The core sample of porous rock 11 is initially fully saturated, by way of example, with an electrically conducting fluid, such as salt water, and placed under confining pressure. A current is passed through the porous rock and a voltage along the length of the porous rock is measured between electrodes 17a and 17b. Such voltage measurement may be carried out in accordance with the teachings of U.S. Pat. No. 4,467,642 to Givens; U.S. Pat. No. 4,546,318 to Bowden and U.S. Pat. No. 4,686,477 to Givens et al, the teachings of which are incorporated herein by reference. The resistivity, or its reciprocal, conductivity, of the porous rock is determined using the measured voltage, the length, and the cross-sectional area of the core. A displacing fluid such as a nonconducting oil or gas, may then be forced through inlet 14 into end 18 of porous rock 11 to change the fluid saturation condition prior to the making of the next resistivity measurement.

Typical of such a resistivity determining system of FIG. 1 are those described in U.S. Pat. Nos. 4,907,448 and 4,926,128 to Givens and U.S. Pat. No. 4,924,187 to Sprunt et al.

Having now described a typical resistivity determination carried out in a single direction along the axial direction of a cylindrical core sample as shown in FIG. 1, the present invention of providing tensor components of resistivity, or conductivity, needed for interpreting electric logs of a subterranean formation with anisotropic properties by measuring and comparing resistivity in a plurality of radial directions through a cylindrical core sample of the formation and normal to its cylindrical axis will now be described. A transversely isotropic cylindrical core sample of the formation is cut so that the formation bedding plane is at an angle to the cylindrical axis of the core sample. The core sample is initially saturated with an electrically conducting fluid such as salt water, and placed within sleeve 10 under confining pressure representative of in-situ pressure. The core sample is contacted with an array of electrodes contained by sleeve 10 at each of a plurality of spaced-apart positions along the length of the core sample, such as electrode arrays A, B and C of FIG. 2 for example. Each such array A-C lies in a plane normal to the axis of the core sample and the electrodes in each array are equally spaced at an even number of positions about the sleeve 10.

FIG. 2 shows a pair of such electrodes Ai and Ai+N which are spaced-apart 180 about sleeve 10 (with i=1 to N). FIG. 3 is a cross-sectional view taken through the sleeve 10 and core sample 11 at the axial position of array A with 24 electrodes A1 -A24 being shown (cross-sectioning of sleeve 10 being omitted for clarity). As can be seen in FIG. 3 there are 12 electrode pairs at 180 spaced-apart positions about sleeve 10 such as electrode pairs A1 and A13, A2 and A14 -A12 and A24. A current is passed through core sample 11 and a voltage is measured across each of the Ai an Ai+N, Bi and Bi+N, and Ci and Ci+N electrode pairs spaced-apart 180 about the arrays A, B and C such as shown by voltage unit 22 across electrode pair A1 -A13 for example. These voltages as well as a voltage measured along the axial length of the core sample by unit 21, such as shown in FIG. 1, are used by a resistivity unit 23 to determine the electrical resistivities of the core sample both along the core sample and in the plurality of radial directions through the core sample normal to core sample axis between the electrodes of each corresponding electrode pair. Following these measurements, the fluid saturation in the core sample may be altered any number of times with such measurements being repeated for each differing fluid saturation.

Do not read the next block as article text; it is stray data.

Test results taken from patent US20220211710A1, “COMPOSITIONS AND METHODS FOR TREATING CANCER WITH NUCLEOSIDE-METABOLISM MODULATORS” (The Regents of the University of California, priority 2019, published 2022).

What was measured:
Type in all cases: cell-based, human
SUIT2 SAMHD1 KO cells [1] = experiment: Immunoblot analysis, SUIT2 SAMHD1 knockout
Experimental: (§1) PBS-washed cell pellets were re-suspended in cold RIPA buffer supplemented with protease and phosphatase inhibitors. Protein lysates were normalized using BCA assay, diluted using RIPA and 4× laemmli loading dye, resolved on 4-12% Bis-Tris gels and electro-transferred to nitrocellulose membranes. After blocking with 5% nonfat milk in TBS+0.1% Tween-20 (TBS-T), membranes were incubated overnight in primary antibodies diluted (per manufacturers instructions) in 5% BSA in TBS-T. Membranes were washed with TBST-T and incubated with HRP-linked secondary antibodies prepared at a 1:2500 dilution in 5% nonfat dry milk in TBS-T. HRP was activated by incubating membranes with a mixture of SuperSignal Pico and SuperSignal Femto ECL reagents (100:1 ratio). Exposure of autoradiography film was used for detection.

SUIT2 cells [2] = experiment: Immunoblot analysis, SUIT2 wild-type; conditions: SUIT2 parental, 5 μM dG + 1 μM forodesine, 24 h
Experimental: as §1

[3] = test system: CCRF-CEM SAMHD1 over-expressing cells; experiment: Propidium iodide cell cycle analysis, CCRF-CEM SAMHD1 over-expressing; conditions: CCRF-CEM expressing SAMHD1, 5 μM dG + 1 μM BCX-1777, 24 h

From the voltages measured normal to the axis of the core sample at a plurality of positions along the axis of the core sample the desired tensor components of resistivity, or conductivity, needed for interpreting electric logs of subterranean formations with anisotropic properties are determined. Core samples cut parallel and perpendicular to visible bedding planes at neighboring locations might be used to indicate and measure electrical anisotropy. However, such a procedure cannot be definitive because the samples might differ in their electrical properties regardless of how close together they resided in the original rock, and it would be difficult to obtain the same partial water saturations in each core sample for comparison measurements. A single cylindrical core sample cut with the bedding plane at an angle to the axis of the core sample as described above is utilized in accordance with the present invention to overcome such limitations.